Finish nailer/Brad nailer

What is the difference between a brad nailer and a finish nailer. and does one hold wood peices better than the other.
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Jason&Randi



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The two terms are often used together. Generally, a brad nailer is 18ga, and the nails range in length from about 5/8" to 2". A finish nailer is usually 15ga or 16 ga and the nails vary in length from about 1" to 2.5". When you go to buy nails, they're all called finish nails, whether they're 15, 16, or 18ga. The difference in terminology applies to the guns more than the nails.
Obviously the 15ga, because of the larger nail, has better holding power. The 15ga nail, being more rigid, is more likely to go straight and not follow the grain, as happens often with 18ga nails.
Some like to use the brad nailers for trim work due to the smaller hole it leaves behind. Others like to use the 15ga nailers for their better holding power and slightly longer nails (useful for crown molding, etc.).
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Brad nailer shoots thin narrow nails. Finish nail guns shoot heavier gauge finish nails. Generally, on thin material short brads are better. If shooting through mostly 3/4" material a finish nailer will generally be the better choice. Finish nails are less likely to bend or deflect in the longer sizes. Does one hold wood better than the other. Yes. The finish nail gun holds much better if the nail does not split the wood. In that case the brad nailer would probably be the better choice. Basically one is not better than the other providing you use the gun for its intended range.

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Brands are thinner and usually shorter. Nails are 15 or 16 gauge. Each has its place in the shop. Nailers are better for larger pieces (where no glue is needed), in the house for baseboard, crown moldings, etc.
I use a brad nailer to hold things in place while the glue dries. Great for keeping joints in place during assembly. Once in place with brads, you can often keep working instead of waiting for the glue to cure. Even if I'm going to use screws to fasten something, the brands are just an extra set of hands tohold things in place.
Using 1 1/4" brands I can easily pull apart anything nailed together with it so it is not good for heavier use or without glue. It is good for very small trim. Ed snipped-for-privacy@snet.net http://pages.cthome.net/edhome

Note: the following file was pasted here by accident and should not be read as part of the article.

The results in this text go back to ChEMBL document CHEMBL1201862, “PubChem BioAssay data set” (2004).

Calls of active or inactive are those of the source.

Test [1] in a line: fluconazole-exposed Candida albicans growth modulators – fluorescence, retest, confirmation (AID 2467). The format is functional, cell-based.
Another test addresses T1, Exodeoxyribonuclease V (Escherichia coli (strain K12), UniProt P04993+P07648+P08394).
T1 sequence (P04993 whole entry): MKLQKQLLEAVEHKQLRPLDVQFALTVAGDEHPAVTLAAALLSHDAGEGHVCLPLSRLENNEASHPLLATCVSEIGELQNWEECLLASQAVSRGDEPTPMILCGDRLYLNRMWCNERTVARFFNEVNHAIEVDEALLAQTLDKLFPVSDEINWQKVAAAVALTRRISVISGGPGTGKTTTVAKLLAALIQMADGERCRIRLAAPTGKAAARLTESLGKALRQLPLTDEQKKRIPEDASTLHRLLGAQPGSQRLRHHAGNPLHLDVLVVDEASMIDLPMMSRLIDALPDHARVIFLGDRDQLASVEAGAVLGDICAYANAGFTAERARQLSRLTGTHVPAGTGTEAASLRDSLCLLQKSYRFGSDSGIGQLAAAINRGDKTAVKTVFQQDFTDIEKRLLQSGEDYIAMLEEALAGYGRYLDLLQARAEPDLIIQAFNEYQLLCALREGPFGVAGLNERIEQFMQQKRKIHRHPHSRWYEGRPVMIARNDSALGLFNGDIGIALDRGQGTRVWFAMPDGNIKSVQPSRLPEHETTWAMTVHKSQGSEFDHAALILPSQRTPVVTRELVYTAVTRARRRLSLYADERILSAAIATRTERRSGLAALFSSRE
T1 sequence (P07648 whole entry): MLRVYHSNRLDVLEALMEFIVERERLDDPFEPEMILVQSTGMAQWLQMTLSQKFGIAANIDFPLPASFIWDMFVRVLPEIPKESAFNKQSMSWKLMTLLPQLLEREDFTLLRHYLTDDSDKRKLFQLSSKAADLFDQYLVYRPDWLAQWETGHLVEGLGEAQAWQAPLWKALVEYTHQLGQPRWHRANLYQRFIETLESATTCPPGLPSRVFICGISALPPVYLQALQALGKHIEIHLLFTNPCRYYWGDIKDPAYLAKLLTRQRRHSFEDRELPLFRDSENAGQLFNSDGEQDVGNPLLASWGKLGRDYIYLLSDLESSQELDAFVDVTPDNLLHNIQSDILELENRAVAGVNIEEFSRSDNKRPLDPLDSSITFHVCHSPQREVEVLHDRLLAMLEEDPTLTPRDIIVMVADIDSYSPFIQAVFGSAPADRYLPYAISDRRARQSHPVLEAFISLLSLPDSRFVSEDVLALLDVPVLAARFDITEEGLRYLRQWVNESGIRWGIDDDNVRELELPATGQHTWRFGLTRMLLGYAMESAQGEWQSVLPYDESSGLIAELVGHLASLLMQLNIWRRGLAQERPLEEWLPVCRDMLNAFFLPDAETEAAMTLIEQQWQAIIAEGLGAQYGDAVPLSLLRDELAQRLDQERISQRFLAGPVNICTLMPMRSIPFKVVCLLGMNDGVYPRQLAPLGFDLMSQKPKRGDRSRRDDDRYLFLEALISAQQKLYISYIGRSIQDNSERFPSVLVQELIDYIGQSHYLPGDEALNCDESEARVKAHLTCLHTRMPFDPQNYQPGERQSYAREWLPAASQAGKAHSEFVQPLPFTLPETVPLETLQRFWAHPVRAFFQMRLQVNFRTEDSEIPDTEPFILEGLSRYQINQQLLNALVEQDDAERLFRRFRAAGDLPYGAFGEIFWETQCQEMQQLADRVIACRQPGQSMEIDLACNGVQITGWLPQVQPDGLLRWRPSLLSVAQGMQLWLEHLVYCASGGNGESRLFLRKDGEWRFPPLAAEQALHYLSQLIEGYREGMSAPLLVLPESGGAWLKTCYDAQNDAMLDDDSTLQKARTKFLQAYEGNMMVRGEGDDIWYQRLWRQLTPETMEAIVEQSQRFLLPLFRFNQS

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I have found that you will need both, but 3 is better. I have 3 PC nailers which have a range from 5/8 to 2 1/2. I like to use the smallest (BN100?) because it handles easily. For crown you have to have the 2.5 incher at least but it's sort of clumsy, so the 2 incher comes in handy too.
Now I'm looking at the 1/2" pin nailer...never ends you know!
Lou
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In addition to what others have said about brads being thinner and shorter, I have noticed that brads are rectangular while finish nails are round. I don't know how that affects performance, but it may be the technical difference between a brad and a finish nail. If tht were the case then you could theoretically have a 15ga or larger brad nailer that shot rectangular fasteners or a 20ga finish nailer that shot round nails.
Matt
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wrote:

not quite. really, a brad is just a small nail. a finish nail is just a nail designed to have the head driven below the surface. a 16 penny finish nail isn't a brad, and a large headed upholstery brad isn't a finish nail, but the brads in your nail gun are definitely finish nails.
the pneumatic ones are squareish as a side effect of manufacture. they're coated with a vinyl substance that at room temperature is a glue and under heat or pressure becomes a lubricant. this stuff is part of why they are so difficult to pull out without breaking off and is also used to hold the brads together before you use them. the process starts with wire coated with this glue/lube which is bundled together flat and stomped to generate the pressure/heat to glue them together just enough to make the collated sticks. the heads are then stomped from the end.
so the cross section isn't quite square. two sides are flat and parallel, the other two are rounded.

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Dude, you know waaaaaaay too much about finish/brad nails.
Joe

rectangular
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On Fri, 30 Apr 2004 03:10:34 GMT, "Joe Tylicki"

Sorry..
<G>
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shorter,
That is the case with pneumatic nailers, but the old hand hammer driven brads are round and thin. Ed
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The Borg are currently selling a Porter Cable kit that has a compressor, a brad nailer and a finish nailer for $299.
One thing I noticed with the kits is that the finish nailer kits tend to sell for the same price as the brad nailer kits, but the finish nailers cost a lot more if you need to buy one separately.
I got a brad nailer because I was putting up library panelling and sinking the heads of the finish nails was a pain. But there are several occasions I would have liked to have a finish nailer as well.
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